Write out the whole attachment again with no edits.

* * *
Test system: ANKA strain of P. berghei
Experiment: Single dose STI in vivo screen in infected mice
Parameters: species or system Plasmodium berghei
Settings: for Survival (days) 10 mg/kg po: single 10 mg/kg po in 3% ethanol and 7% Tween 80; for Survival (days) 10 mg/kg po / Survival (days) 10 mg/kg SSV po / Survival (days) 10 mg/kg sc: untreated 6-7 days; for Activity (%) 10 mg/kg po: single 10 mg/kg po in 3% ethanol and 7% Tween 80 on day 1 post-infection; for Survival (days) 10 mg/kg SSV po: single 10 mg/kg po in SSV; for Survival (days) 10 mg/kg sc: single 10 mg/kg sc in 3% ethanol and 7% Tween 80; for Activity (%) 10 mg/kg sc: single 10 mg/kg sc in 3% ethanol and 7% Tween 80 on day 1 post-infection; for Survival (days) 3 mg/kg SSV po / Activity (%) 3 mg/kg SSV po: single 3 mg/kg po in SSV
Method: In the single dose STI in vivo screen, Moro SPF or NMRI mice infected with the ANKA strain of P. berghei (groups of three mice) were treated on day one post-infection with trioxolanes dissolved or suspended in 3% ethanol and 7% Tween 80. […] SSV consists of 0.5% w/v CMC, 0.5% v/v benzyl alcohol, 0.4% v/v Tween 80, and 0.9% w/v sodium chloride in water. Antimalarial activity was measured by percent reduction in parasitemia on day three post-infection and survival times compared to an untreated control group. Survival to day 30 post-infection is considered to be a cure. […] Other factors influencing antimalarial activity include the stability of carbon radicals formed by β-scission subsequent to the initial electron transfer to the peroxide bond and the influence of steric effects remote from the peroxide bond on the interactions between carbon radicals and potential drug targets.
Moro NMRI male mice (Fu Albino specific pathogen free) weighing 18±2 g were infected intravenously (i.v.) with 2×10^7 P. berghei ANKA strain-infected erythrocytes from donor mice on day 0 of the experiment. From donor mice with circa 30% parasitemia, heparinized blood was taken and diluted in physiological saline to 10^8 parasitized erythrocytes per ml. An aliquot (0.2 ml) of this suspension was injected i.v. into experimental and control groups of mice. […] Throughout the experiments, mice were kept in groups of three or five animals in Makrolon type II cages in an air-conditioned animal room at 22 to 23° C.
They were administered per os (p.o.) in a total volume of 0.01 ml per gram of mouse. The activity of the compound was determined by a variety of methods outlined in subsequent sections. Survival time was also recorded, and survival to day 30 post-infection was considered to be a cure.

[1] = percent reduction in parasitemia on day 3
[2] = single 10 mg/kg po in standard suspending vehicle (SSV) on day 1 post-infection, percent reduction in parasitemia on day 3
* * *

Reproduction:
Test system: ANKA strain of P. berghei
Experiment: Single dose STI in vivo screen in infected mice
Parameters: species or system Plasmodium berghei
Settings: for Survival (days) 10 mg/kg po: single 10 mg/kg po in 3% ethanol and 7% Tween 80; for Survival (days) 10 mg/kg po / Survival (days) 10 mg/kg SSV po / Survival (days) 10 mg/kg sc: untreated 6-7 days; for Activity (%) 10 mg/kg po: single 10 mg/kg po in 3% ethanol and 7% Tween 80 on day 1 post-infection; for Survival (days) 10 mg/kg SSV po: single 10 mg/kg po in SSV; for Survival (days) 10 mg/kg sc: single 10 mg/kg sc in 3% ethanol and 7% Tween 80; for Activity (%) 10 mg/kg sc: single 10 mg/kg sc in 3% ethanol and 7% Tween 80 on day 1 post-infection; for Survival (days) 3 mg/kg SSV po / Activity (%) 3 mg/kg SSV po: single 3 mg/kg po in SSV
Method: In the single dose STI in vivo screen, Moro SPF or NMRI mice infected with the ANKA strain of P. berghei (groups of three mice) were treated on day one post-infection with trioxolanes dissolved or suspended in 3% ethanol and 7% Tween 80. […] SSV consists of 0.5% w/v CMC, 0.5% v/v benzyl alcohol, 0.4% v/v Tween 80, and 0.9% w/v sodium chloride in water. Antimalarial activity was measured by percent reduction in parasitemia on day three post-infection and survival times compared to an untreated control group. Survival to day 30 post-infection is considered to be a cure. […] Other factors influencing antimalarial activity include the stability of carbon radicals formed by β-scission subsequent to the initial electron transfer to the peroxide bond and the influence of steric effects remote from the peroxide bond on the interactions between carbon radicals and potential drug targets.
Moro NMRI male mice (Fu Albino specific pathogen free) weighing 18±2 g were infected intravenously (i.v.) with 2×10^7 P. berghei ANKA strain-infected erythrocytes from donor mice on day 0 of the experiment. From donor mice with circa 30% parasitemia, heparinized blood was taken and diluted in physiological saline to 10^8 parasitized erythrocytes per ml. An aliquot (0.2 ml) of this suspension was injected i.v. into experimental and control groups of mice. […] Throughout the experiments, mice were kept in groups of three or five animals in Makrolon type II cages in an air-conditioned animal room at 22 to 23° C.
They were administered per os (p.o.) in a total volume of 0.01 ml per gram of mouse. The activity of the compound was determined by a variety of methods outlined in subsequent sections. Survival time was also recorded, and survival to day 30 post-infection was considered to be a cure.

[1] = percent reduction in parasitemia on day 3
[2] = single 10 mg/kg po in standard suspending vehicle (SSV) on day 1 post-infection, percent reduction in parasitemia on day 3